I truly enjoy historical novels where I’m not only entertained by a well-written story, but I also learn about a part of history of which I had no prior knowledge. So I really appreciated seeing a bibliography at the end of three of the stories in this anthology – a welcome first, because I’m interested in following up on the history behind them.
In the Morning Sun
– by Lena Hart
Grade : B+ Sensuality : Warm
Madeline Asher has finally come to terms with the loss of her beloved Jimmy. He has been declared dead in the Civil War where he fought so assiduously for the freedom of her Southern brethren. Her sister packs her off to New York to a school to teach, but Madeline runs away from it to briefly return home to Philadelphia to let her sister know where her heart lies. She wants to Nebraska to educate and enlist the freedmen to vote.
It is on this brief visit home that a tragedy is visited upon her by a white man who exacts a price from her for his soldiering on behalf of the African Americans. How do you deal with this when your own side brutalizes you? But Madeline is made of sterner stuff and determined principles. She follows through on her plan to move to Nebraska by joining a missionary group.
In the meantime, James Blakemore has recovered from his physical and mental injuries from the war and is making his way home to Canada. He has spent recent months in building homes for veterans in different states as well as seeking medical help for them. A chance sighting of a letter in a Nebraskan post office in Madeline’s hand and in her maiden name ignites the long-suppressed longing for her deep in his heart. And he begins his search for her in earnest. Will they be able to rekindle their love? Will the state of Nebraska allow their mixed relationship? I enjoyed discovering the answers to these questions.
The Washerwomen’s War
– by Piper Huguley
Grade : C+ Sensuality : Kisses
Mary “Mamie” Frances Harper, the young daughter of the famous poet and suffragette Frances Ellen Watkins Harper, is invited to take a month off from being a student at Milford College to teach adult women at the Atlanta Female Baptist Seminary. Despite the racial difference between the founders of the school and herself, Mamie believes in their sincerity and their goals and moves to Atlanta for a month to teach Mathematics to washerwomen.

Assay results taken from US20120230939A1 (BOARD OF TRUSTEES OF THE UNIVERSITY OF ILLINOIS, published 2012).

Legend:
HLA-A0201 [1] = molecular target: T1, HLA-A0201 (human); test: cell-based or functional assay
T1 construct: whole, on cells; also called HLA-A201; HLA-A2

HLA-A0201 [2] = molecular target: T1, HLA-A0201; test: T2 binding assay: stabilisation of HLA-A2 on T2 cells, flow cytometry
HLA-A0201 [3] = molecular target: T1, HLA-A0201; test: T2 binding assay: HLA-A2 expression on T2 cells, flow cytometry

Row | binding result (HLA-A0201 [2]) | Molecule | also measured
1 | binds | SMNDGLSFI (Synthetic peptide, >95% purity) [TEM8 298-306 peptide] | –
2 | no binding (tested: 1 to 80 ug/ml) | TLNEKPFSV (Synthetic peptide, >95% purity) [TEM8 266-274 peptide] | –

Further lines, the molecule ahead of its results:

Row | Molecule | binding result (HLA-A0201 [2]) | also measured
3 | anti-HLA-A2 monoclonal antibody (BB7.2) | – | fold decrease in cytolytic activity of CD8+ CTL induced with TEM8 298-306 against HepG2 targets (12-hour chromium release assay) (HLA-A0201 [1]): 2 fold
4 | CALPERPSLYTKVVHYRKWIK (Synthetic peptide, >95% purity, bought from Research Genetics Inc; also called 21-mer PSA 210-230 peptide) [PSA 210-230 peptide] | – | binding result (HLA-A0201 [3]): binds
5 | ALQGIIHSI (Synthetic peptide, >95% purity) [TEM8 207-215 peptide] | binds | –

There, she comes face-to-face with Gabriel Harmon, a minster she’d met during her Milford College Choir days and never quite forgotten. She was quite determined then, as now, not to become a minister’s wife. However, Gabriel with his patience, kindness, and good looks grows on her.
Quite a bit of the story is devoted to the fates and lives of the washerwomen, which, sadly, felt heavy-handed, and at times, like an info-dump. It’s fascinating history, make no mistake (read the Author’s Note), however, it needed a more nuanced handling within the confines of a short story. The uneven storyline along with the plot taking precedence over character and romance meant that I could not give this a higher grade.
A Radiant Soul
– by Kianna Alexander
Grade : D Sensuality : Kisses
Sarah Webster is a dedicated pastry chef at a hotel in Wyoming Territory. When she returns home to Fayetteville, NC for her mother’s milestone birthday, she’s introduced to Owen Markham, the carpenter who’s building a special gazebo for Mrs. Webster. Mr. Webster is playing cupid and hoping Owen and Sarah will make a match of it.
I never understood why a well-to-do, well-respected man would approve of a carpenter who owns a shack for a home, and want him to be the husband of one of his daughters. There is nothing to recommend Owen other than his being a good craftsman.